Becoming an entrepreneur can be a fun, exhilarating adventure. But sometimes, the enormity of the challenge of starting and leading a successful business can be overwhelming. In those moments, it’s important to have inspiration to propel you forward, or advice to give you clarity to your situation.
Luckily, some of the best business advice and inspiration is readily available to you at your local bookstore. If you’re a business owner, or plan to become one in the near or distant future, add these literary works to your must-read list:
1. “Think and Grow Rich” by Napoleon Hill
Though Hill wrote this book in 1937, it continues to inspire successful entrepreneurs today. Business Insider reported “Think and Grow Rich” was a key source of inspiration for Daymond John, founder of FUBU and an investor on ABC’s Shark Tank. The book is a compilation of inspiring messages from some of history’s successful people, like Henry Ford, Thomas Edison and Andrew Carnegie.
“The main takeaway from that was goal-setting,” John said, according to Business Insider. “It was the fact that if you don’t set a specific goal, then how can you expect to hit it?”
2. “Switch: How to Change Things When Change is Hard” by Chip and Dan Heath
Like most people, the Heath brothers have heard people lament change of any kind. People don’t like to move, to start a new diet, to begin a new system. But they do, and often, willingly. Why? In their Amazon.com review, they explained that it all comes down to the two systems we all have in our brains: our emotional one and our logical one.
When the two are in agreement, change comes easily. When out of sync, change is brutally hard. Through research, the brothers found that people who are able to make lasting changes all have similar game plans and strategies. These strategies have been applied successfully to a plethora of goals, whether they are personal ones, like weight loss, or globally important ones, like addressing child malnutrition.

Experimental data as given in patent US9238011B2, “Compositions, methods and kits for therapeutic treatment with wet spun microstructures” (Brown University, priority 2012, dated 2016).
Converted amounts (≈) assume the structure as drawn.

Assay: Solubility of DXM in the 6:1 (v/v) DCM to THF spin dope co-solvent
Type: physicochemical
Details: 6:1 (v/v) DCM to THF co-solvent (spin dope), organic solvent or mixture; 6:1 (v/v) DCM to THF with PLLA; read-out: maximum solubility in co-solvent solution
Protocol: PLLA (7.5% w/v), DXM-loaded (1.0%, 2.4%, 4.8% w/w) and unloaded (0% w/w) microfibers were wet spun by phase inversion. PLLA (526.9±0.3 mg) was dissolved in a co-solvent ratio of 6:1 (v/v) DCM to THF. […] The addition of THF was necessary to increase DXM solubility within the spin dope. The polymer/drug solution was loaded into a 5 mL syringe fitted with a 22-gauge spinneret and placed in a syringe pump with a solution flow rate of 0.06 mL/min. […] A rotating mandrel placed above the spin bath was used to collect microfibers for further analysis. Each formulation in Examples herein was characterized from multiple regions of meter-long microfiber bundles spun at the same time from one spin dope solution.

“Switch” explains these game plans with the goal to help everyone make the lasting changes they want to in their lives, no matter what area of life they fall under.
3. “Drive: The Surprising Truth About What Motivates Us” by Daniel H. Pink
Using psychology and sociology, Pink shows readers the three main motivators that push people to pursue their passions, reported OnSIP, a real-time communicators provider. According to Pink, those three drivers are:
“Drive” will motivate you to do good and seek success not just in the world of business, but all aspects of life, The Balance noted.
4. “Lucky or Smart?” by Bo Peabody
Bo Peabody found success early on in life, having started five companies, each in separate industries, before his 30th birthday. Was he lucky – or smart? Peabody argues that he was both – lucky at times, and smart enough to realize when he was faced with a fortunate situation. He also notes that people can take control of their circumstances, essentially creating their own luck.
5. “The E-Myth Revisited” by Michael Gerber
As you navigate your way through the world of entrepreneurship, you’ll undoubtedly encounter well-meaning advice. Perhaps some will be helpful. But often, these tips and tidbits are unsolicited, distracting or otherwise unhelpful. Gerber talks about some common pieces of advice and general assumptions many people have when embarking on their entrepreneurial journeys, LifeHack explained. He also gets into the typical timeline every business follows, from the first spark of an idea to a successful, functional business.
6. “Influence: The Psychology of Persuasion” by Robert B. Cialdini
In the business world, you’ll eventually need to persuade someone of something. You may believe that the relevance of that something (or its catchiness, uniqueness or another trait) is enough to do this. While these characteristics may help in persuading people, they are hardly the only, or even most important considerations to keep in mind. In fact, there’s a science behind bringing people to your mode of thought.
Cialdini conducted research on this science, both academic and first-hand, working as a car salesperson and in the insurance industry to observe environments where people are trying to convince customers of the merits of certain products, according to livemint.com. He shared what he learned and observed in “Influence”, helping marketing professionals everywhere change their approach to selling.
7. “Pre-suasion: A Revolutionary Way To Influence And Persuade”
More than three decades after “Influence” hit the shelves, Cialdini followed up with yet more advice on how to sway an opinion. The key? Set the scene first. Introduce the concept of what you’re about to say or sell subconsciously.